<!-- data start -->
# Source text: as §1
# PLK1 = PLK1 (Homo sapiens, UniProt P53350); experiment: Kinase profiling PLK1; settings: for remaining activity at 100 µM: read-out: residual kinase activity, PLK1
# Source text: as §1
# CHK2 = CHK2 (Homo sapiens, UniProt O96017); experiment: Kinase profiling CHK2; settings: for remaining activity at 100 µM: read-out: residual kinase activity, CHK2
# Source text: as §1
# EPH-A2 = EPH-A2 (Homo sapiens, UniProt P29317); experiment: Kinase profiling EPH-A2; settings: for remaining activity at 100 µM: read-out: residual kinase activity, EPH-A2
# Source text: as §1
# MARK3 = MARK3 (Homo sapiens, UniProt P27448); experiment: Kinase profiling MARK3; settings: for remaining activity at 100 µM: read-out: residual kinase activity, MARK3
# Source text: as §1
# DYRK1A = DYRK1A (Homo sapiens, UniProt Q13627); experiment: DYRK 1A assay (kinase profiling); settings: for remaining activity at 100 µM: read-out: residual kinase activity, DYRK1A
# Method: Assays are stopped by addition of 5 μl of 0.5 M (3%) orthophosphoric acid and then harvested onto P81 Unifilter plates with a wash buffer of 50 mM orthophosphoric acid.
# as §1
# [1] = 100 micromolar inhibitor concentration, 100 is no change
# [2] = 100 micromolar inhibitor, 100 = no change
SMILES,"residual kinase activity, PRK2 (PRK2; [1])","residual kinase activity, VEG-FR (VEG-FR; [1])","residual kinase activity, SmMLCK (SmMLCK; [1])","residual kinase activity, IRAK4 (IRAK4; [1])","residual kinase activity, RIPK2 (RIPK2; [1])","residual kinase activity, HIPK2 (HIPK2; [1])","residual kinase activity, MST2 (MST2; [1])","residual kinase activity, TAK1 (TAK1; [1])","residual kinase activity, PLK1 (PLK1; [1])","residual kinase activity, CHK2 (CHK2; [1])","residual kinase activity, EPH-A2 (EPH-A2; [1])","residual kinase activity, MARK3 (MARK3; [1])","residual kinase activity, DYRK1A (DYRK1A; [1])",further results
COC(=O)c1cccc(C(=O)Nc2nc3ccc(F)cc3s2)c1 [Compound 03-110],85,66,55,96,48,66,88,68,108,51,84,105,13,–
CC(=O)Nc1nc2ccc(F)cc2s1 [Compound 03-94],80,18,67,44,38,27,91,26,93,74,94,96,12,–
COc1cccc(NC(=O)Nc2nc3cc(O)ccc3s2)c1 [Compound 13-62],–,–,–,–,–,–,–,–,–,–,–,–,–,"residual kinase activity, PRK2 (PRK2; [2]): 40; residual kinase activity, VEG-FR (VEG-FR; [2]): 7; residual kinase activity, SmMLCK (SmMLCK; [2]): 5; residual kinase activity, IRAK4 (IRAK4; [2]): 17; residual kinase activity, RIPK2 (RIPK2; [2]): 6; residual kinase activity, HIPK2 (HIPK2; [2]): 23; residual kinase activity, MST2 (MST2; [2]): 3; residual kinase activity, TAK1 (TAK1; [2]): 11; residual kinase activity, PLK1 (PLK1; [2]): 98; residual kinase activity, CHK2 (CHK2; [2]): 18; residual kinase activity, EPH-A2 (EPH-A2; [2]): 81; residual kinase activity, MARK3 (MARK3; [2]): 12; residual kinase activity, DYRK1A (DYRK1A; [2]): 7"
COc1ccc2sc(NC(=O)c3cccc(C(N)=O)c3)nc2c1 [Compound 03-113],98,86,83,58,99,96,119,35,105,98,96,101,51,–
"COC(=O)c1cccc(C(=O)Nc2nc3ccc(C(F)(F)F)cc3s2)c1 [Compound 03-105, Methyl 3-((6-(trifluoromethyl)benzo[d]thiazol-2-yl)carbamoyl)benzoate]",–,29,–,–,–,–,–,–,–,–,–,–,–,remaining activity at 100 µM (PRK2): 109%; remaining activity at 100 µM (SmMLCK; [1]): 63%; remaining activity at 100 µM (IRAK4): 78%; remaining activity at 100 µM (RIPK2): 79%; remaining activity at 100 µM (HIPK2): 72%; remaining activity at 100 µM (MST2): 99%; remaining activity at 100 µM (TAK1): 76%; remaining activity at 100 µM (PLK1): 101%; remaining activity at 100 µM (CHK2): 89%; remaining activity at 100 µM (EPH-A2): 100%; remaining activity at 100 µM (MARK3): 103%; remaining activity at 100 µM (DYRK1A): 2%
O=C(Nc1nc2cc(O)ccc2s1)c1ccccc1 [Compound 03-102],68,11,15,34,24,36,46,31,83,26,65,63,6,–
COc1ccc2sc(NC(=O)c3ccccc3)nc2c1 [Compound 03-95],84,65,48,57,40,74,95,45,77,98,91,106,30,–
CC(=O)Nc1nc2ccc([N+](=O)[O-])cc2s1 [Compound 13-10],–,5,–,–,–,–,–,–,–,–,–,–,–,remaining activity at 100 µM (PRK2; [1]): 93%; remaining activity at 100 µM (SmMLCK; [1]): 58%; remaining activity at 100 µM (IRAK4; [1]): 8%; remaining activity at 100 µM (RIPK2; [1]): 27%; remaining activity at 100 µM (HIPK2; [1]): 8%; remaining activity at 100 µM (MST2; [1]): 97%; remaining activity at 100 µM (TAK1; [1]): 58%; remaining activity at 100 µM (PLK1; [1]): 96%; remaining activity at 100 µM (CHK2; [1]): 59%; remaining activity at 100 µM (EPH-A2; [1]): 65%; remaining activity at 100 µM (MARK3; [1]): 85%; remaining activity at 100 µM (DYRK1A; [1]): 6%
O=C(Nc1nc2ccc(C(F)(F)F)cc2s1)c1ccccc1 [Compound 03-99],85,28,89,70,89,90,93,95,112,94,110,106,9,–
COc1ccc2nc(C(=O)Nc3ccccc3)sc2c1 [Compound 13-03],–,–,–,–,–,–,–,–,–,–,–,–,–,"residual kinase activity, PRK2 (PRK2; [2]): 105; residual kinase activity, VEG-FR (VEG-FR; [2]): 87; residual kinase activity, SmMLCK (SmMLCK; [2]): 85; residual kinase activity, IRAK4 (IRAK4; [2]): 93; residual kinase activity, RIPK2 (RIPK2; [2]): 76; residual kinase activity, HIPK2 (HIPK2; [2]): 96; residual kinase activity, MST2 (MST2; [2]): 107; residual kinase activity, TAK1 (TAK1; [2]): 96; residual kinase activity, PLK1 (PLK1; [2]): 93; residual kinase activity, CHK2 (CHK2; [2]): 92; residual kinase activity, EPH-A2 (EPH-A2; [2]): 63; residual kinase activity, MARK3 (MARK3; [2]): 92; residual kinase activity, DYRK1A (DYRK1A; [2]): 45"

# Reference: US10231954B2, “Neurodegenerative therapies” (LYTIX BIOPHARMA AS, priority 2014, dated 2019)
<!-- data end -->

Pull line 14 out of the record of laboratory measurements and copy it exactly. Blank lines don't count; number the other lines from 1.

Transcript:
# [2] = 100 micromolar inhibitor, 100 = no change